Carbon dioxide emissions from fossil fuels are on track to reach a record high by the end of 2023. And a new report shows just how insignificant technologies that pull greenhouse gases out of the atmosphere are by comparison.
Worldwide, those emissions are projected to reach 36.8 billion metric tons in 2023, a 1.1% increase from 2022 levels, according to this year’s Global Carbon Budget Report, released today. As delegates gather in Dubai for this year’s UN climate summit, a record-setting year for emissions underscores the need to make dramatic changes, and quickly.
“There has been great progress in reducing emissions in some countries—however, it just isn’t good enough. We’re drastically off course,” Mike O’Sullivan, a lecturer at the University of Exeter and one of the authors of the report, said via email.
Europe’s emissions dropped around 7% from last year, while the US saw a 3% reduction. But overall, coal, oil, and natural-gas emissions are all still on the rise, and nations including India and China are still seeing emissions growth. Together, those two nations currently account for nearly 40% of global fossil-fuel emissions, though Western nations including the US are still the greatest historical emitters.
“What we want to see is fossil-fuel emissions decreasing, fast,” said David Ho, a climate scientist at the University of Hawaii at Manoa and a science advisor at Carbon Direct, a carbon management company, via email.
However, one technology sometimes touted as a cure-all for the emissions problems has severe limitations, according to the new report: carbon dioxide removal. Carbon removal technologies suck greenhouse gases out of the atmosphere to prevent them from further warming the planet. The UN panel on climate change has called carbon removal an essential component of plans to reach international climate targets of keeping warming at less than 1.5 °C (2.7 °F) above preindustrial levels.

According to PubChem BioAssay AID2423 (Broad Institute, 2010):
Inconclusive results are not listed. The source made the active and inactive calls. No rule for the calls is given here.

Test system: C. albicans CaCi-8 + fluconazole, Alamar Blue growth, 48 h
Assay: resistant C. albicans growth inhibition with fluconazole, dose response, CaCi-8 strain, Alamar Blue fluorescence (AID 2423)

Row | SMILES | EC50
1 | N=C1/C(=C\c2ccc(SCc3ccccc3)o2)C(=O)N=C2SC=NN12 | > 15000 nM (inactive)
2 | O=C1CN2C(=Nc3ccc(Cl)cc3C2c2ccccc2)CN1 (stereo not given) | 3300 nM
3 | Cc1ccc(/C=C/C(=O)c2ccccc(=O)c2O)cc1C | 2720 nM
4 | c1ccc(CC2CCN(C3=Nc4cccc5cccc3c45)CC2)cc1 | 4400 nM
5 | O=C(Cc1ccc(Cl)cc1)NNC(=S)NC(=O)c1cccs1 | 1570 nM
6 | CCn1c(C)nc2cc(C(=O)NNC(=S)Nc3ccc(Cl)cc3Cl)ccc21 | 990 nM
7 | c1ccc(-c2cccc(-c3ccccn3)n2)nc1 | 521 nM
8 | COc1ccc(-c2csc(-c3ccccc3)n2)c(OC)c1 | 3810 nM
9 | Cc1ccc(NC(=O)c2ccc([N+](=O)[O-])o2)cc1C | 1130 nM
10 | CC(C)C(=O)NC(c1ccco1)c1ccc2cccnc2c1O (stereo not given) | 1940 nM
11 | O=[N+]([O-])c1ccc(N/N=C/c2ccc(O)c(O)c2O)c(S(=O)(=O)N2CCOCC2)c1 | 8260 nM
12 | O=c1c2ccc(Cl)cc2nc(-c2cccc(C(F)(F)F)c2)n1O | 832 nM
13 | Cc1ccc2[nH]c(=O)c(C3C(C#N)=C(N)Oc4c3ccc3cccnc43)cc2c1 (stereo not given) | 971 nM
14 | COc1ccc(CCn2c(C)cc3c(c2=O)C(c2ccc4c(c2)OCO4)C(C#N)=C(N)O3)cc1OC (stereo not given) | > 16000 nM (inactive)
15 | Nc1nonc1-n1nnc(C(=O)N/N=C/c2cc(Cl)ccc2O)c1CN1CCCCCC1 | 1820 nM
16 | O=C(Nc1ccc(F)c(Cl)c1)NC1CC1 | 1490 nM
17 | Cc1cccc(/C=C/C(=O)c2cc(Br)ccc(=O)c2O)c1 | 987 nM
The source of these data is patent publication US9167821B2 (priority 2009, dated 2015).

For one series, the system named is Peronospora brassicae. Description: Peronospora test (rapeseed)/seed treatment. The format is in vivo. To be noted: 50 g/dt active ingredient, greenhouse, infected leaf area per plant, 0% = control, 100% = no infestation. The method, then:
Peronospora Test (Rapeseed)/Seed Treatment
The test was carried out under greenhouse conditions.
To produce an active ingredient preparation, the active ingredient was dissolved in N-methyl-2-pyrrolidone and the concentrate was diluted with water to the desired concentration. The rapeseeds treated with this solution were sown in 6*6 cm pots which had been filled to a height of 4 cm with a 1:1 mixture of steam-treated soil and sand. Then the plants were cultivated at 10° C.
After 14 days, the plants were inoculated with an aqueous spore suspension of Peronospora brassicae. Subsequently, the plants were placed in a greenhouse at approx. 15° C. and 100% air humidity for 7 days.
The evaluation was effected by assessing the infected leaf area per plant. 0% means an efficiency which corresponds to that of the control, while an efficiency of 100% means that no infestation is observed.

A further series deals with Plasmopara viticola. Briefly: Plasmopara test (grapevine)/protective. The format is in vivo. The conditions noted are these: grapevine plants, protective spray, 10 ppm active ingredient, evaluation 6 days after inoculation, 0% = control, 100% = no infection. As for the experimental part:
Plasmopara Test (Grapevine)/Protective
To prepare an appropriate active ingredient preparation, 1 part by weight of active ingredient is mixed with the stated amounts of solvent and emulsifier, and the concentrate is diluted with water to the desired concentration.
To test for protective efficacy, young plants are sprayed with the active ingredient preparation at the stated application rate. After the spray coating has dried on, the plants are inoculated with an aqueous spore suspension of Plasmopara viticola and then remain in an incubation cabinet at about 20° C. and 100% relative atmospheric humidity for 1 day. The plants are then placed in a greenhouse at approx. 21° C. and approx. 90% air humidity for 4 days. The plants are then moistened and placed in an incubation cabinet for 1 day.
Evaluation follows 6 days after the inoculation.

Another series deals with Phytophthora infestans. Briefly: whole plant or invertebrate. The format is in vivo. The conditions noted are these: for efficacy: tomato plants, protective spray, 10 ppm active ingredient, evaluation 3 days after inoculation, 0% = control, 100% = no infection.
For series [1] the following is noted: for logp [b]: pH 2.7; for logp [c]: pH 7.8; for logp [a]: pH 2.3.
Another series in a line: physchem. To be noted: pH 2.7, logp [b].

The problem is, there’s very little carbon dioxide removal taking place today. Direct air capture and other technological approaches collected and stored only around 10,000 metric tons of carbon dioxide in 2023.
That means that, in total, emissions from fossil fuels were millions of times higher than carbon removal levels this year. That ratio shows that it’s “infeasible” for carbon removal technologies to balance out emissions, O’Sullivan says: “We cannot offset our way out of this problem.”
The report also had bad news about nature-based approaches. Efforts to pull carbon out of the atmosphere with methods like reforestation and afforestation (in other words, planting trees) accounted for more emissions removed from the atmosphere than their technological counterparts. However, even those efforts are still being canceled out by current rates of deforestation and other land-use changes.
“The only way to solve this crisis is with major changes to the fossil-fuel industry,” O’Sullivan says. Technologies like carbon removal “only become important if emissions are drastically cut as well.”
There are many tools available to start making more progress on emissions in the near term, as a UN climate report released earlier this year laid out: deploying renewables like wind and solar, preventing deforestation and cutting methane leaks, and increasing energy efficiency are all among the low-cost solutions that could cut emissions in half by 2030.
Ultimately, carbon removal could also be part of the answer, but there’s a lot of work left to do, Ho says. Now is a good time to study and develop carbon removal technologies, figure out the risks and benefits of different approaches, and determine which ones can be scaled up while avoiding ecological and environmental-justice issues, he adds.
None of that is likely to happen fast enough to achieve the progress needed on emissions cuts this decade. In the Global Carbon Budget report, researchers estimate how close we are to sailing past climate limits. The researchers estimate that there’s about 275 billion metric tons of carbon dioxide left to emit before we exceed 1.5 °C (2.7 °F) of warming. At this rate, the world is on track to blow that budget within about seven years, around the end of the decade.
“We have agency, and nothing is inevitable,” O’Sullivan says. “The world will change and is changing—we just need to speed up.”